Ensuring Customised Transactional Reliability of Composite Services

Ensuring Customised Transactional Reliability of Composite Services

Sami Bhiri (National University of Ireland, Galway, Ireland), Walid Gaaloul (Telecom & Management SudParis, France), Claude Godart (LORIA-INRIA, France), Olivier Perrin (LORIA-INRIA, France), Maciej Zaremba (National University of Ireland, Galway, Ireland) and Wassim Derguech (National University of Ireland, Galway, Ireland)
Copyright: © 2011 |Pages: 29
DOI: 10.4018/jdm.2011040103


Web services are defined independently of any execution context. Due to their inherent autonomy and heterogeneity, it is difficult to examine the behaviour of composite services, especially in case of failures. This paper is interested in ensuring composite services reliability. Reliable composition is defined as a composition where all instance executions are correct from a transactional and business point of view. In this paper, the authors propose a transactional approach for ensuring reliable Web service compositions. The approach integrates the expressivity power of workflow models and the reliability of Advanced Transactional Models (ATM). This method offers flexibility for designers to specify their requirements in terms of control structure, using workflow patterns, and execution correctness. Contrary to ATM, the authors start from the designers’ specifications to define the appropriate transactional mechanisms that ensure correct executions according to their requirements.
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The Web services approach (Erickson & Siau, 2008) has gained broad acceptance as a key technology to automate Business-to-Business (aka B2B) interactions. The Web services technology is an implementation of Service Oriented Architecture1. A Web service can be defined as an independent and auto descriptive software component that can be dynamically discovered and invoked through the Internet (or Intranet).

Companies can encapsulate their business processes and publish them as services; and afterwards discover, share and aggregate them. One interesting feature is the possibility to create added value services by composing other services. It is worth noting that the term composite service is usually used to denote composition of operations offered by different services (Alonso, Casati, Kuno, & Machiraju, 2004; Jordan et al., 2007). Throughout this paper, and without loss of generality, we consider services offering only one operation.

Different from business process components, services are generally provided by different organisations independently of any execution context. Since each organisation has its own rules, Web services are treated like strictly autonomous entities. Due to their inherent heterogeneity and autonomy it is difficult to predict the behaviour of composite services especially in case of failures.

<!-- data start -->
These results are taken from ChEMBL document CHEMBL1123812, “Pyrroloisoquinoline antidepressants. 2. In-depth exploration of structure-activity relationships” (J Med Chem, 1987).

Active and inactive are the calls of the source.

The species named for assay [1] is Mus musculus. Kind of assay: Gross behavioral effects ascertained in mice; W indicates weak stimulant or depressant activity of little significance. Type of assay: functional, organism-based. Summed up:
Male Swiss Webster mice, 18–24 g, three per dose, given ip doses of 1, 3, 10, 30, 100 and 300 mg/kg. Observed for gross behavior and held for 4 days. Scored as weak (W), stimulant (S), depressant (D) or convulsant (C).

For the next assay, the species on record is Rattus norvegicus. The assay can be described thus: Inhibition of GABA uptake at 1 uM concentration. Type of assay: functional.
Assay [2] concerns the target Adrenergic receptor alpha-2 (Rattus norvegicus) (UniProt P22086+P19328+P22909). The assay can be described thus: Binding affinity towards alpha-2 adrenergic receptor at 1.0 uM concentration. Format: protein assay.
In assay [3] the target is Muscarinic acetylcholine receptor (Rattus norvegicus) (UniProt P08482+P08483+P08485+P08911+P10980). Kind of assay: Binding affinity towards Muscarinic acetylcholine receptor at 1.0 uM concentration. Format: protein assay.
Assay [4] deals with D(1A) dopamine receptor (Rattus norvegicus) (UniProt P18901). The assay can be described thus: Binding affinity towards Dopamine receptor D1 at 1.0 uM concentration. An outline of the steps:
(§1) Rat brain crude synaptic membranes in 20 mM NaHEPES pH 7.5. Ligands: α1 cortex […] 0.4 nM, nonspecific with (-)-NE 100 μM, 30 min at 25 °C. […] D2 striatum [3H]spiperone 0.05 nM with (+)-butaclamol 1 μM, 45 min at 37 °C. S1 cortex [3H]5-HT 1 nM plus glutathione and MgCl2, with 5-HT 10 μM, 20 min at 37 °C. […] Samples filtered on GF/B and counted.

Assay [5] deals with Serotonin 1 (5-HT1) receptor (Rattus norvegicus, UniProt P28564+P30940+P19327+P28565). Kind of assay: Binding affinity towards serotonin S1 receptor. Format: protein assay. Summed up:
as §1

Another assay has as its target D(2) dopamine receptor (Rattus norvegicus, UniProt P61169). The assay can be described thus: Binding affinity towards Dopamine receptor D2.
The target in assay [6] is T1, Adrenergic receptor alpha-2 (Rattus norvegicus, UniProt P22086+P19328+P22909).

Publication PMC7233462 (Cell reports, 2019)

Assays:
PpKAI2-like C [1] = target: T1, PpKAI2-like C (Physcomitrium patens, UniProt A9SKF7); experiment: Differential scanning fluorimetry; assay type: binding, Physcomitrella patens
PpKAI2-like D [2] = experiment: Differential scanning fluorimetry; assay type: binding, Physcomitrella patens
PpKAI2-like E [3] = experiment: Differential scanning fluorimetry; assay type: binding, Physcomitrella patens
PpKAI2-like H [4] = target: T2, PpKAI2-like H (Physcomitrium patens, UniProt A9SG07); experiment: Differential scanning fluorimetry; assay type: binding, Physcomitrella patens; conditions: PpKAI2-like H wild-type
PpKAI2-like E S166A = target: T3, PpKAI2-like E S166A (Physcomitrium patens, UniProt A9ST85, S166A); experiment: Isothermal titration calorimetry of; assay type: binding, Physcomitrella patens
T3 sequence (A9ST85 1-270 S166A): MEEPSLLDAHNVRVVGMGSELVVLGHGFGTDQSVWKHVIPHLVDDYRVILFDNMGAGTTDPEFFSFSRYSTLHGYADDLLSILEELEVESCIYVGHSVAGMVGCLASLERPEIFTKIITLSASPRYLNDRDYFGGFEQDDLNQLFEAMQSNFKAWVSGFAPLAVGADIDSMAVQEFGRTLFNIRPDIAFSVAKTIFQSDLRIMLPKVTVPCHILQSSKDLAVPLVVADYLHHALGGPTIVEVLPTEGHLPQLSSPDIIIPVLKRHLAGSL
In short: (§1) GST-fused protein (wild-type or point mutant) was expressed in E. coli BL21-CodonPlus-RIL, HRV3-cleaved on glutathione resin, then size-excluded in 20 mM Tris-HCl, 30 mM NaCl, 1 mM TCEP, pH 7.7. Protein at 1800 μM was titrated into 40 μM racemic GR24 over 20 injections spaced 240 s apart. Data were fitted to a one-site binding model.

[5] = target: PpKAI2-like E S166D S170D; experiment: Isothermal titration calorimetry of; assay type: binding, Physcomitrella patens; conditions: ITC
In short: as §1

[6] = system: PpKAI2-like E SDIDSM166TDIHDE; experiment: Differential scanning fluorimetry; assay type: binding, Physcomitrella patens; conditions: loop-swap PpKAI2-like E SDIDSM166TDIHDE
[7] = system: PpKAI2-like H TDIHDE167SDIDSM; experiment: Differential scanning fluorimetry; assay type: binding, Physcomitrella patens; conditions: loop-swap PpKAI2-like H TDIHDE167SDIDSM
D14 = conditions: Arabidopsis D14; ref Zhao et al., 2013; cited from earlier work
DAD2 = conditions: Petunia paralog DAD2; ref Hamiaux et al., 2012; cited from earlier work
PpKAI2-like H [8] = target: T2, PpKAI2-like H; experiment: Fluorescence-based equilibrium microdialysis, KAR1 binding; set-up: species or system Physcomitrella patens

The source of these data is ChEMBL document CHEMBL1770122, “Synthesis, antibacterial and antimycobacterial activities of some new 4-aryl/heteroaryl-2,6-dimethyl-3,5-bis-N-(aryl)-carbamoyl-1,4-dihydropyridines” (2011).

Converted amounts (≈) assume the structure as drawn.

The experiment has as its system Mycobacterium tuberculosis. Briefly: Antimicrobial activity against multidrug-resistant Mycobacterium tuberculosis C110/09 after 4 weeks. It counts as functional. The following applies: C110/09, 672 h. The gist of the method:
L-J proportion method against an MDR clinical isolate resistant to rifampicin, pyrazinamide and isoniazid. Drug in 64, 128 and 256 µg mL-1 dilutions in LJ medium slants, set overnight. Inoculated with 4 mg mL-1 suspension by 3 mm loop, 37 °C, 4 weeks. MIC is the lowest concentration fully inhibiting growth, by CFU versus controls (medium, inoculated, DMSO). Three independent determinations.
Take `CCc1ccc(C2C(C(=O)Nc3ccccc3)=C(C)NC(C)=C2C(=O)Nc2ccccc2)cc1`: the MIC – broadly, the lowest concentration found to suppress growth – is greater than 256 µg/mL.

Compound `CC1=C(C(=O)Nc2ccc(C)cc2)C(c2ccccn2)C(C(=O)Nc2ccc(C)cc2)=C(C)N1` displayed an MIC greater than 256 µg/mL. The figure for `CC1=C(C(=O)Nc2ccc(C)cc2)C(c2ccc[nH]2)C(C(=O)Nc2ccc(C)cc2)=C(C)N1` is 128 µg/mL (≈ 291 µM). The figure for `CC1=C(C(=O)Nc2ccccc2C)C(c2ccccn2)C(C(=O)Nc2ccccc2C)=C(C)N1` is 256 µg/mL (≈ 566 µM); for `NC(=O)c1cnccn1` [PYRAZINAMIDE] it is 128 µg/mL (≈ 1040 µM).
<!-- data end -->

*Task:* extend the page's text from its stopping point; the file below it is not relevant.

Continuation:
The problem we tackle in this paper is how to ensure composite services reliability. By reliable composition, we mean every composition where all its instances have correct execution. An execution is said to be correct if it performs and finishes as intended (from a business point of view). In other terms, an instance execution is correct if it reaches its objectives and completes successfully or it fails properly in a consistent state according to designers requirements.

Current Web service technologies are unable to solve this problem efficiently. These technologies rely mainly on two strong approaches: Workflow Systems (WfS for short) (Georgakopoulos, Hornick, & Sheth, 1995; Jablonski & Bussler, 1996; Leymann & Roller, 1999; van der Aalst & van Hee, 2002; Fischer, 2007) and Advanced Transactional Models (ATM for short) (Georgakopoulos, Hornick, Krychniak, & Manola, 1994; Elmagarmid, Leu, Litwin, & Rusinkiewicz, 1990; Elmagarmid, 1992; Garcia-Molina & Salem, 1987; Garcia-Molina et al., 1991; Moss, 1981; Weikum & Schek, 1992). Taken separately, these technologies are unable to resolve composite services reliability in an effective way.

Indeed, while Workflow management is the key technology for automating business processes enabling their modelling, enactment and analysis, they don’t consider reliability problems in case of task failures. On the other hand, ATM ensures reliability of advanced transactions by extending the flat structure of the ACID transactional model and relaxing atomicity and isolation properties. Nevertheless, ATM remains limited for supporting workflow-like applications. First, their control structure still remain primitive compared to those of business processes and consequently to those of composite services. Secondly, they impose a set of constraints regarding the structure and transactional semantics that designers must comply to when modelling their applications.

In this paper, we propose a model for composite Web services that combines the expressivity power of workflow models and the reliability of transactional models. Based on this model, we present a set of techniques enabling to ensure reliability according to designers’ requirements (in terms of control flow and failure atomicity). We use the Accepted Termination States (ATS for short) (Elmagarmid et al., 1990; Rusinkiewicz & Sheth, 1995) property as an execution correctness criterion to relax atomicity.

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